Lifecycle hooks

The ES module system shall provide three lifecycle hooks for overriding:

  • resolver
  • instantiator
  • transpiler

The resolver stage is responsible for resolving user-provided import strings into full URLs and their expected format. The default resolver implements the Node module resolution algorithm. For example: it resolves the "./foo.js" from import foo from "./foo.js" into "file:///Users/basil/foo.js" (with a format of js), or "browserify" to "file:///Users/basil/node_modules/browserify". This stage is already present and hookable in Node.js' ESM implementation, and will remain present. Custom hooks allow users to redefine how resolution works for applications. Configuration of these hooks can be done at runtime, and the hooks are applied to the next module graph load. To specify ahead of your entry point, use -r.

The instantiation phase is responsible for turning a file URL into a list of exported names and an evaluate function. The evaluate function is called with an object that allows the exported names to be modified.

function instantiate (url) {
  return {
    exports: ['forThe', 'loveOf', 'godMontresor'],
    evaluate (exports) {
      exports.forThe = 'these names have to be known in advance'
      exports.loveOf = 'due to the way that'
      exports.godMontresor = 'esm is linked.'
    }
  }
}

Instantiation hooks can be defined at runtime alongside resolution hooks. They are already present in the current Node.js ESM implementation and will remain present. They are considered an advanced user feature: they allow modules to be created that are not backed directly by a single file on disk.

Transpilation hooks are suitable for the more common task of source-to-source transpilation. They are not be fired for "dynamic" format modules, only for "js" modules.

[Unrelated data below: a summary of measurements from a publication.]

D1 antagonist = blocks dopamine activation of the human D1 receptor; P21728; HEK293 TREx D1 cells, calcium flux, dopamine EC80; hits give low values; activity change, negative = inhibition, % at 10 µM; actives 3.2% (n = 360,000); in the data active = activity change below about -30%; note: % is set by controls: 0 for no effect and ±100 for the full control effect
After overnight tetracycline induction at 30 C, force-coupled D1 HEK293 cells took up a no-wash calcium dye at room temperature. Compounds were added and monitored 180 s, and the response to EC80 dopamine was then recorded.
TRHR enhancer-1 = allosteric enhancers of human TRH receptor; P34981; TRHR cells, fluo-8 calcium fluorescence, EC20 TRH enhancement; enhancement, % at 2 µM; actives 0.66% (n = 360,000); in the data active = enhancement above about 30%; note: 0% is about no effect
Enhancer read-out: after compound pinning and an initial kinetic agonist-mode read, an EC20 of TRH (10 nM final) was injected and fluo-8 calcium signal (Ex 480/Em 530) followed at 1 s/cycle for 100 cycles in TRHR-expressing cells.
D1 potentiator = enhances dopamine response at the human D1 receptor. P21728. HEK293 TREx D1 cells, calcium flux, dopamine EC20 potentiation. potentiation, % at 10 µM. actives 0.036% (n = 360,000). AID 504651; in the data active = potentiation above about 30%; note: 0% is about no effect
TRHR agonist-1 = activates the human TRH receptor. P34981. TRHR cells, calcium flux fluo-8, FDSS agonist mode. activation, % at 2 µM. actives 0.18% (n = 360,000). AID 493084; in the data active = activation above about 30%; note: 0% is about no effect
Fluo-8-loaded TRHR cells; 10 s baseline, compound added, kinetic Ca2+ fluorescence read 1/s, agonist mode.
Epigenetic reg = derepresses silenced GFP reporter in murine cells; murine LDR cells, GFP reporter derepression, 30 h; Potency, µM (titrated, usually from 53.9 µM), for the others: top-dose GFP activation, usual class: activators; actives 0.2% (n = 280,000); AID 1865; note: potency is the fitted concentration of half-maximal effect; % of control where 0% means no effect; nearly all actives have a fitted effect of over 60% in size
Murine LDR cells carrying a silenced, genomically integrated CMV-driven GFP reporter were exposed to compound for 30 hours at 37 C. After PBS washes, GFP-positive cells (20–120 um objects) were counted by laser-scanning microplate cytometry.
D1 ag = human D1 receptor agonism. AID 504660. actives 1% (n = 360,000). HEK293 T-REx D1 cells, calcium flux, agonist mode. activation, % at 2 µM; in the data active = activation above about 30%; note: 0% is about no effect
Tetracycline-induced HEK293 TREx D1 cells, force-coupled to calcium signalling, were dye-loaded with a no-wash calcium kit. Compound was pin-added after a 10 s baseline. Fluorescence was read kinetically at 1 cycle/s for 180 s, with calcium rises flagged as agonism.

Transpilation hooks receive a file URL and source text. They are expected to return a String or Promise for a String. Transpilation hooks fire in order, with the result of each hook passed to the subsequent hook. At the end of this process, the String returned is expected to contain valid ESM source text.

Transpilation hooks can be configured at runtime.

You can configure hooks by providing a module indentifier string to node using the --require CLI option. That module identifier must be loadable by the standard node module resolver.

Some examples:

node --require /path/to/typescript-require foo.ts
node --require /path/to/babel-require foo.js

Wrapup

Our evaluation of the spec and the current node implementation lead us to believe that this proposal is feasible. We also feel it addresses the developer concerns we're aware of. We point to an ESM future while maintaining as many of the ergonomics of the current node.js module system as we can. We believe browser-focused developers and node developers will find it workable.

Implementation status

We encourage you to checkout and build our branch: our fork, with the relevant branch selected. We know for sure that the following tasks are incomplete:

  • shebang parsing
  • short-circuiting .mjs files to ESM as an additional hint, for those who like the extension
  • documentation for exactly what we ended up implementing

While I loathe pointing to tests in lieu of documentation, they will be helpful until we complete writing docs: the unit tests.

This repo also contains a bundled version of npm that has a new command, asset. You can read the documentation for and goals of that command in the the repo where we're developing it: GitHub - iarna/assetize: proof-of-concept. The overview is that it turns a node ES module, with node-style dependencies, into a version of the module (with deps) that can be loaded into a browser as-is. It does so by rewriting import paths at install time.

Misc

vm.Module and vm.runInModule should both be exposed eventually.

Relevant links

ECMAScript® 2018 Language Specification: Modules

Chris's walk of the current node experimental implementation

standard-things/esm